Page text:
August 21, 2021
The Russian-ammo import ban news came late in the day on August 20, 2021, when the Biden Administration announced, through the U.S. State Department, that new sanctions were being added to the CBW Act of 1991.
In what could be construed by cynics as a Friday afternoon news dump in a week of disastrous news coming out of the White House over the ongoing COVID-19 pandemic and the escalating crisis in Afghanistan, the news immediately stirred up the shooting industry and firearm owners across the country.
Why? According to a State Department fact sheet, “Pursuant to the Chemical and Biological Weapons Control and Warfare Elimination Act of 1991 (the CBW Act), the United States will impose a second round of sanctions on the Russian Federation over its use of a “Novichok” nerve agent in the August 2020 poisoning of Russian opposition figure Aleksey Navalny.
New sanctions imposed under the CBW Act include:
- Restrictions on the permanent imports of certain Russian firearms. New and pending permit applications for the permanent importation of firearms and ammunition manufactured or located in Russia will be subject to a policy of denial.
- Additional Department of Commerce export restrictions on nuclear and missile-related goods and technology pursuant to the Export Control Reform Act of 2018.”
Why did the Biden Administration make such moves? Would you believe espionage and chemical weapons?
Yes, it’s true, because according to the State Department’s fact sheet, the sanctions issued on Friday include “… a continuation of measures imposed on March 2, 2021, as well as in 2018 and 2019 in response to the poisoning of Sergey Skripal and his daughter, along with the waivers associated with these sanctions.”
The State Department fact sheet also indicated that “Today, the Departments of State and the Treasury also designated numerous individuals and entities, including operatives involved in poisoning Mr. Navalny and entities that have developed Russia’s chemical weapons capabilities. Together with the measures imposed under the CBW Act, these actions send a clear message that there will be accountability for the use of chemical weapons.”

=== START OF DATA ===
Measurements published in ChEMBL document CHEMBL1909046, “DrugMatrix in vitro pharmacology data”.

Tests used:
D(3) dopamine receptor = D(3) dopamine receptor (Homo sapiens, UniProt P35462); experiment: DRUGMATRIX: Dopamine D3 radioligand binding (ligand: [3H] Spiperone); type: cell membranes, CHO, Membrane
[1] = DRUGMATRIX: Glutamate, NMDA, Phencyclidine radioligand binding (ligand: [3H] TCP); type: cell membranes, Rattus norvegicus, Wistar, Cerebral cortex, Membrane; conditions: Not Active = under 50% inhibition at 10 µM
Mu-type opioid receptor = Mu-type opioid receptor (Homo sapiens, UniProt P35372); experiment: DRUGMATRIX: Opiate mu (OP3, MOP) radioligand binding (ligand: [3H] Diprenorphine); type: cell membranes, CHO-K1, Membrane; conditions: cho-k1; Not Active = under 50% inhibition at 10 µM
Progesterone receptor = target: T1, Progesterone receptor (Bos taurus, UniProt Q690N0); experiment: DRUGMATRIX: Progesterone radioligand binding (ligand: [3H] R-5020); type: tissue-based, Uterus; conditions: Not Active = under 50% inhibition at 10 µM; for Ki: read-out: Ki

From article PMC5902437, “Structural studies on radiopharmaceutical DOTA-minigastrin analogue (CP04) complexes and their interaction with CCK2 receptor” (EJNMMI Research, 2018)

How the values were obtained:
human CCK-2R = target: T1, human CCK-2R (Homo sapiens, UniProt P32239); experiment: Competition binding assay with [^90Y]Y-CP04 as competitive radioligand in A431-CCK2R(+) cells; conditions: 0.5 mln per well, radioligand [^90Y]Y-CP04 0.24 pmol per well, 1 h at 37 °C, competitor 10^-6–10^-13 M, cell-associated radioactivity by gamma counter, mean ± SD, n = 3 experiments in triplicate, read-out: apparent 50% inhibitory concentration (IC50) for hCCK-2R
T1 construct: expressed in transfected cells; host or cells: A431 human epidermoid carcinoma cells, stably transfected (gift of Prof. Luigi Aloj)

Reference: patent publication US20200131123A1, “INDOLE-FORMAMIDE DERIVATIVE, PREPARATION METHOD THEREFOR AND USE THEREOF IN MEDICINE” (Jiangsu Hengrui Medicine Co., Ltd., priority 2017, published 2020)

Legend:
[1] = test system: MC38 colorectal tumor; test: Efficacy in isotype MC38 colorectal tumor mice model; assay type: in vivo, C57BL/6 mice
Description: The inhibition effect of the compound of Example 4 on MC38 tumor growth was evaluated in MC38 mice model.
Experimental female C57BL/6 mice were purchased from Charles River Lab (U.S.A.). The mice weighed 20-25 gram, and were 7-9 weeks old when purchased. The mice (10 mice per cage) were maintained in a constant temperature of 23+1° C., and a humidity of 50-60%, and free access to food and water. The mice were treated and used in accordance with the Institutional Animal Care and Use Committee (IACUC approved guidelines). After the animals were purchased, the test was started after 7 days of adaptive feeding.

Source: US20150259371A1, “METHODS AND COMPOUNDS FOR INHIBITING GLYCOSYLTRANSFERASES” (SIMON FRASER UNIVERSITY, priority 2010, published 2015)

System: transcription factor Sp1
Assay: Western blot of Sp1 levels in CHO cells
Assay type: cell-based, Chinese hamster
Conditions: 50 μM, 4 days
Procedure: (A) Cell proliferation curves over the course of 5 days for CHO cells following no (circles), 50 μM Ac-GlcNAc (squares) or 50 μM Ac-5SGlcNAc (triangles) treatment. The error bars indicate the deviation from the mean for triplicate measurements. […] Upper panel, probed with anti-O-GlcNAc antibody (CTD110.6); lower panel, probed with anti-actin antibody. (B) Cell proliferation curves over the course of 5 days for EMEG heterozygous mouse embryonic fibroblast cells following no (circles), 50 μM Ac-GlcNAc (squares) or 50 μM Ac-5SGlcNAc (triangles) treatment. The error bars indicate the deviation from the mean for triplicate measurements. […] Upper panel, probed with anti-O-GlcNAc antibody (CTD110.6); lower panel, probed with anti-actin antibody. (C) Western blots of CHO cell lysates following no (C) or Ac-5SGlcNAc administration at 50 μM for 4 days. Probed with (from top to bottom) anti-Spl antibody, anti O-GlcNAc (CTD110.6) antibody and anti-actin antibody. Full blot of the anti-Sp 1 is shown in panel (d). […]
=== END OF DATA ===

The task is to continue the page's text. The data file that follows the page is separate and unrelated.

While the second sanction noted above will obviously not affect shooting enthusiasts across the U.S., the first will likely have a noticeable effect. First, there will be no new import permits granted, for now. And second, it appears existing import permits that expire will not be allowed to be renewed by the State Department. To add insult to injury, existing import permits maybe be subject to restrictions, which are unknown at this time.
What does all of this mean to shooting-industry businesses in the U.S., as well as the nation’s consumers who own firearms?
For starters, since the nation has already spent months dealing with ammunition shortages that have affected firearm owners across the board, this has the potential to make things even worse. While ammo supplies have been slowly improving in recent weeks, this move could spur elevated ammo buying once again.
Perhaps even worse, the State Department’s move also could yield a smaller supply chain in the future as the existing permits expire, assuming other ammo manufacturers aren’t able to pick up the slack.
The bottom line is that while this move might not directly affect a lot of shooters in the U.S., it certainly won’t help the situation either. And that could result in even more frustrated firearm owners.
What is the timing on all of this in terms of the start and the end of sanctions? September 7, 2021, according to the State Department fact sheet:
“These latest sanctions on Russia pursuant to the CBW Act will take effect upon the publication of a Federal Register notice expected on September 7, 2021, and they will remain in place for a minimum of 12 months. The sanctions can only be lifted after a 12-month period if the Executive Branch determines and certifies to Congress that Russia has met several conditions described in the CBW Act, 22 U.S.C. 5605(c), including (1) providing reliable assurances that it will not use chemical weapons in violation of international law, (2) it is not making preparations to use chemical weapons in the future, (3) it is willing to allow international inspectors to verify those assurances, and (4) it is making restitution to Mr. Navalny.”
The bottom line is that the August 20, 2021, news dump that was announced by the State Department won’t help a year when guns and ammunition were already in short supply.
Editor's Note: Click here for the latest update to this developing story.